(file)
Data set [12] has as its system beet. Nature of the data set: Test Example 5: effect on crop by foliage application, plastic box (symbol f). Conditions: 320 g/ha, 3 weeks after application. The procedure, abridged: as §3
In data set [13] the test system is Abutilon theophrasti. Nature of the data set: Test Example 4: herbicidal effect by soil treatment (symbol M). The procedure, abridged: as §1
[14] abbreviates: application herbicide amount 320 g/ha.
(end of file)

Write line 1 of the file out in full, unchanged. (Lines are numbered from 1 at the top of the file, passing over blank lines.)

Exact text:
Data set [12] has as its system beet. Nature of the data set: Test Example 5: effect on crop by foliage application, plastic box (symbol f). Conditions: 320 g/ha, 3 weeks after application. The procedure, abridged: as §3